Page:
There was a loooooooooong discussion about this. The map doesn't assume roads in every WitE hex so much as assume their absence. Neither does it differentiate between the relative road density and quality of the west vs scarcity and poor quality of the east.
It was frequently stated, as above, that roads are represented by changing terrain type. So, if the Moscow-Smolensk highway (a road generally considered of aproximately European quality) runs through a hex that would otherwise be considered wood, that hex becomes clear. That's my understanding anyway. This gives a tactical value to the road that it shouldn't have, in my view. If the same principle were applied to western Europe of the time, virtually the whole map is going to be clear hexes.
The point I've always argued is that though sparse and bad, there were Russian equivalents to roads that served some of a road's universal function, primarily in crossing obstacles for and accelerating in all but the worst weather conditions, wheeled transport. They would not be considered present in every hex though.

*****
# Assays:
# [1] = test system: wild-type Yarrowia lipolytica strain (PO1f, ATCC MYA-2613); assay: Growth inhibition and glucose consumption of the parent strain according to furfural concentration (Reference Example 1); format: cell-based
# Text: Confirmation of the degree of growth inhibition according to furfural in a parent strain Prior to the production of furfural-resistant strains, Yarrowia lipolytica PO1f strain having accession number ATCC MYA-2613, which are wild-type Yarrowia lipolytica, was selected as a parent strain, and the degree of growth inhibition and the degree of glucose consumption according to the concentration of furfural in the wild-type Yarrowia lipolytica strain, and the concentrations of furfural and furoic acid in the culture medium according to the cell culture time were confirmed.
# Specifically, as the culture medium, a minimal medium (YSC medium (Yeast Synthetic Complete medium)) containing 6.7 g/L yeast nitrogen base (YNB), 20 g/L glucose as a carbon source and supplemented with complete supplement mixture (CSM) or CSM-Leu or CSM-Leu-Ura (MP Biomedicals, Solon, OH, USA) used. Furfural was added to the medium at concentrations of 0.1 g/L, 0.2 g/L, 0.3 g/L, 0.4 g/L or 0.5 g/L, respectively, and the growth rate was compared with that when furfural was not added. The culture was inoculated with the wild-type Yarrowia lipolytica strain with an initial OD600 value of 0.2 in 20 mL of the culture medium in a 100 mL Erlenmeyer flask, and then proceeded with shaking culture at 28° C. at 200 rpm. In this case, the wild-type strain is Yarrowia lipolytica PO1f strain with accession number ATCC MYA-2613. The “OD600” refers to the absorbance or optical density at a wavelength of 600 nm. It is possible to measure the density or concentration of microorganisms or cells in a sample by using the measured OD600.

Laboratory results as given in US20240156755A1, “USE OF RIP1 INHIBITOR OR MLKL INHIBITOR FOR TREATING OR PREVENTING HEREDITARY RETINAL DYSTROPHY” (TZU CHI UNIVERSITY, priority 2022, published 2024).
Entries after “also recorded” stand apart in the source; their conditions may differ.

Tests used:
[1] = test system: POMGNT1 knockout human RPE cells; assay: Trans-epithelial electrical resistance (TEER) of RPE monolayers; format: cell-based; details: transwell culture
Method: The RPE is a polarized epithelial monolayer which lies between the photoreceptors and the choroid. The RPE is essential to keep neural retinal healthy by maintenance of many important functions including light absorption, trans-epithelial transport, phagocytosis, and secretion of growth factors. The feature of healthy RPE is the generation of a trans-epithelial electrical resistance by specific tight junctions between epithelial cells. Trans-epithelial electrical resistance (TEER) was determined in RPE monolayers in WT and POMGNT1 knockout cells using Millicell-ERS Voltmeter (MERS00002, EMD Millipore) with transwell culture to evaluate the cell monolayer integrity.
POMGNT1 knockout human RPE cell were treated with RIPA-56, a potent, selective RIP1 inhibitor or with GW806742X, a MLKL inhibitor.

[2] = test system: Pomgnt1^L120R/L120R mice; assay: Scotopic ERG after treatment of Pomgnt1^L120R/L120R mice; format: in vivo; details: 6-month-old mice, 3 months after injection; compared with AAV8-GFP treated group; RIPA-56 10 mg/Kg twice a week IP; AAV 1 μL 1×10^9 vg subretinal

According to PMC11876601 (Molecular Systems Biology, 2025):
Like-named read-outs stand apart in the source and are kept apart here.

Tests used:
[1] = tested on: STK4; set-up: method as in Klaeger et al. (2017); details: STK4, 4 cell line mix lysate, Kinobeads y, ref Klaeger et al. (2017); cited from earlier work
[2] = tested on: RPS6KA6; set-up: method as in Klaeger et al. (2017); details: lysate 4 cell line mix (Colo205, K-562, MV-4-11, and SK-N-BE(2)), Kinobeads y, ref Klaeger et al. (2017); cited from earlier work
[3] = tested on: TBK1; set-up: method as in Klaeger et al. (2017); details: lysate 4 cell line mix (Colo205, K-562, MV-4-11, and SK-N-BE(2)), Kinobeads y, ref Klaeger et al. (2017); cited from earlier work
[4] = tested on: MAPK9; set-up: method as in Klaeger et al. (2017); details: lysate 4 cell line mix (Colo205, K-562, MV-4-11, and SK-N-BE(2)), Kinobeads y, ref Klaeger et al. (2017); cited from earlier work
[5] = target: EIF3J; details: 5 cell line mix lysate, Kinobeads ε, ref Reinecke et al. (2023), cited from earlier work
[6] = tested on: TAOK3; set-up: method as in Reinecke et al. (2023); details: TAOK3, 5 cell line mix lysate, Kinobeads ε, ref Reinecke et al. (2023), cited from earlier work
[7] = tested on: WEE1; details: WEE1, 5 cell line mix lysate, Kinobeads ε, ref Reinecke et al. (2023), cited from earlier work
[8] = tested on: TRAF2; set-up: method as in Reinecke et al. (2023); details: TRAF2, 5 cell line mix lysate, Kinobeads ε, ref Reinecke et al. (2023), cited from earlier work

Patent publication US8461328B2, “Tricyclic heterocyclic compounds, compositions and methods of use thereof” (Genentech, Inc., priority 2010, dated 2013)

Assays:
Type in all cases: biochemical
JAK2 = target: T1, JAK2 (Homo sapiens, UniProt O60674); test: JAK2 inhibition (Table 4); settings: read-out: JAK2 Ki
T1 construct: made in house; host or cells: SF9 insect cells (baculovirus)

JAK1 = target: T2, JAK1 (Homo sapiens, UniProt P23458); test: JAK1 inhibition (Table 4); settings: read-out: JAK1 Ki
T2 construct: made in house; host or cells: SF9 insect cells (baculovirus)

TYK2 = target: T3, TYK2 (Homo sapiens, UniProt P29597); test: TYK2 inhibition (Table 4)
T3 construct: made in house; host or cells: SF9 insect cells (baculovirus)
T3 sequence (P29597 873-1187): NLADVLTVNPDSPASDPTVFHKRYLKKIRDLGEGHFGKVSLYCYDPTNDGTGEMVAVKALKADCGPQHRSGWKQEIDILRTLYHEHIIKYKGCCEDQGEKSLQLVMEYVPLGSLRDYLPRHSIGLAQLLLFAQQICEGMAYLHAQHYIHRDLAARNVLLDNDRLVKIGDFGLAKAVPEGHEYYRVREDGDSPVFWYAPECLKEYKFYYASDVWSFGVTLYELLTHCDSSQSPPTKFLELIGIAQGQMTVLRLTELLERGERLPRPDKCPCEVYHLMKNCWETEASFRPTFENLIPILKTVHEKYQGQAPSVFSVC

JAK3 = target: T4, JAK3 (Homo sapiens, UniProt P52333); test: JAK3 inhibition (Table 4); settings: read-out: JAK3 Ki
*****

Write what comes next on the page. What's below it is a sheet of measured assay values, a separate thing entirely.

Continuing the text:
I would accept that a ten mile hex may be too large a scale to represent pictorially, all roads that might deserve represntation. In the west, that would make the map a mess. That doesn't mean that they can't be represented though. The issue is to differentiate tactical from logistical use and represent roads in such a way that compliments a new and overdue representation of logistics. It has been shown that the absence of logistical representation leads to all number of historically impossible situations, such as ridiculous unit concentrations. Even old War in Europe had major and minor ports. We just have ports.
I advocate a new map layer which models maximum supply throughput and infrastructure deterioration through use, in every hex. Logistics is where roads really come in to the game, or should do. All those road construction battalions that are currently used to repair rail lines will then be put to their proper use, repairing, maintaining and building roads. That's what they did historically, because that's what the armies needed.
Players would then have to think carefully about how many divisions they sent to an area, and how they would be supplied. Advances would then tend to follow routes that could be supplied. Stockpiles would need revisiting.
“The end of democracy and the defeat of the American Revolution will occur when government falls into the hands of lending institutions and moneyed incorporations.”
¯ Thomas Jefferson